HUMAN RIGHTS DEFINED

By: Jim Stefanovski

What are your human rights?

Let’s start with some basic human rights definitions:

Human: noun
A member of the Homo sapiens species; a man, woman or child; a person.

Rights: noun
Things to which you are entitled or allowed; freedoms that are guaranteed.

Human Rights: noun
The rights you have simply because you are human.

If you were to ask people in the street, “What are human rights?” you would get many different answers. They would tell you the rights they know about, but very few people know all their rights.

As covered in the definitions above, a right is a freedom of some kind. It is something to which you are entitled by virtue of being human.

Human rights are based on the principle of respect for the individual. Their fundamental assumption is that each person is a moral and rational being who deserves to be treated with dignity. They are called human rights because they are universal. Whereas nations or specialized groups enjoy specific rights that apply only to them, human rights are the rights to which everyone is entitled—no matter who they are or where they live—simply because they are alive.

Yet many people, when asked to name their rights, will list only freedom of speech and belief and perhaps one or two others. There is no question these are important rights, but the full scope of human rights is very broad. They mean choice and opportunity. They mean the freedom to obtain a job, adopt a career, select a partner of one’s choice and raise children. They include the right to travel widely and the right to work gainfully without harassment, abuse and threat of arbitrary dismissal. They even embrace the right to leisure.

In ages past, there were no human rights. Then the idea emerged that people should have certain freedoms. And that idea, in the wake of World War II, resulted finally in the document called the Universal Declaration of Human Rights and the thirty rights to which all people are entitled.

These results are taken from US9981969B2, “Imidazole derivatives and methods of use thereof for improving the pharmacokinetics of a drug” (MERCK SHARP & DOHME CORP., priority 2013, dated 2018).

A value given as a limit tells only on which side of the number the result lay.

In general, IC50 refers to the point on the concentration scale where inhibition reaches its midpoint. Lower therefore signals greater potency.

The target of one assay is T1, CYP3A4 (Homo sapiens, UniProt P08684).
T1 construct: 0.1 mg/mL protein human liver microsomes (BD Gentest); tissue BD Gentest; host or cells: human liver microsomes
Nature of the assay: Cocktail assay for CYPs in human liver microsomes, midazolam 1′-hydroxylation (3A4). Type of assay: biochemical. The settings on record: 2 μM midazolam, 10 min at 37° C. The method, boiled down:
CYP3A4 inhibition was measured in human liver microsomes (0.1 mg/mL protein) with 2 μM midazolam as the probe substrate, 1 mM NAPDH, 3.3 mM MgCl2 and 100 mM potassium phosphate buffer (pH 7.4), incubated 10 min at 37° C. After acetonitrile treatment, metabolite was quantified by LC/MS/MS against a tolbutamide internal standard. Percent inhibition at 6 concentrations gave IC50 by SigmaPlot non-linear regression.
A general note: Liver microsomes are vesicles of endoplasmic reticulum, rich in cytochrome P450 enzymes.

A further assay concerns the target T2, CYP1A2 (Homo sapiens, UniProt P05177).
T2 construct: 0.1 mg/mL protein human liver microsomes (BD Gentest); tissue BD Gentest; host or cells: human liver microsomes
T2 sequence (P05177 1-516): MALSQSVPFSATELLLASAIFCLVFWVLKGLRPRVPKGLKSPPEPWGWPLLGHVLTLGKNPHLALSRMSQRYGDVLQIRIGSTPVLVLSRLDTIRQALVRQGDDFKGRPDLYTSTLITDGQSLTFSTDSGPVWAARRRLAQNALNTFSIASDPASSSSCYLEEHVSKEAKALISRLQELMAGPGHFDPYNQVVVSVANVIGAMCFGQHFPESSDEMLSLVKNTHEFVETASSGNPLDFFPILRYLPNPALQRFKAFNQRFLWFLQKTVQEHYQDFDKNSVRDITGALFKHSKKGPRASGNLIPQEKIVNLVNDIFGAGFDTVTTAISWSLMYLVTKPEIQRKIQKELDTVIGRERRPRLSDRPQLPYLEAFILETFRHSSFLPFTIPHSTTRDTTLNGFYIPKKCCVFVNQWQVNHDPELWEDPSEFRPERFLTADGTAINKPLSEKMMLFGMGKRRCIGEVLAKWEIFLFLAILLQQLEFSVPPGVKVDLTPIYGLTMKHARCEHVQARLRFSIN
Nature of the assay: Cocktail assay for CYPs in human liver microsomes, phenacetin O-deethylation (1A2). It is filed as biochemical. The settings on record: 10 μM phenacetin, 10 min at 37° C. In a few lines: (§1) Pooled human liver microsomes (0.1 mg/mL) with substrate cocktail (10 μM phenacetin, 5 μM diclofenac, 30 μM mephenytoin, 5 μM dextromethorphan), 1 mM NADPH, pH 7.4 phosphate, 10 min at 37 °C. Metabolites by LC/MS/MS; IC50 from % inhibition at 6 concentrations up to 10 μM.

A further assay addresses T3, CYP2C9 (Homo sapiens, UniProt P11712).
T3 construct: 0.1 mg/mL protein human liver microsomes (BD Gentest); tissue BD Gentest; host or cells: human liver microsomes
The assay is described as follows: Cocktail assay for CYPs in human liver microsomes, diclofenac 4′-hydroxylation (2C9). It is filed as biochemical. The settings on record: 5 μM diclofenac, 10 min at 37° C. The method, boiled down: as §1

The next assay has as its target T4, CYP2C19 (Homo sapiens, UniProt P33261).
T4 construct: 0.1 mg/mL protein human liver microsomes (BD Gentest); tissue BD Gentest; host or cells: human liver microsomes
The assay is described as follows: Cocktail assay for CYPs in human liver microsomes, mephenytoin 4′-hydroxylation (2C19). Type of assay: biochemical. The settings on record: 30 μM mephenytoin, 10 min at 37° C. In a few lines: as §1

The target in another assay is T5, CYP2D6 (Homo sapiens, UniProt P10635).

A BRIEF HISTORY OF HUMAN RIGHTS

The Cyrus Cylinder (539 B.C.)


The decrees Cyrus made on human rights were inscribed in the Akkadian language on a baked-clay cylinder.

In 539 B.C., the armies of Cyrus the Great, the first king of ancient Persia, conquered the city of Babylon. But it was his next actions that marked a major advance for Man. He freed the slaves, declared that all people had the right to choose their own religion, and established racial equality. These and other decrees were recorded on a baked-clay cylinder in the Akkadian language with cuneiform script.

Known today as the Cyrus Cylinder, this ancient record has now been recognized as the world’s first charter of human rights. It is translated into all six official languages of the United Nations and its provisions parallel the first four Articles of the Universal Declaration of Human Rights.


Cyrus the Great, the first king of Persia, freed the slaves of Babylon, 539 B.C.

The Spread of Human Rights

From Babylon, the idea of human rights spread quickly to India, Greece and eventually Rome. There the concept of “natural law” arose, in observation of the fact that people tended to follow certain unwritten laws in the course of life, and Roman law was based on rational ideas derived from the nature of things.

Documents asserting individual rights, such as the Magna Carta (1215), the Petition of Right (1628), the US Constitution (1787), the French Declaration of the Rights of Man and of the Citizen (1789), and the US Bill of Rights (1791) are the written precursors to many of today’s human rights documents.

A BRIEF HISTORY OF 
HUMAN RIGHTS

The Magna Carta (1215) 


Magna Carta, or “Great Charter,” signed by the King of England in 1215, was a turning point in human rights.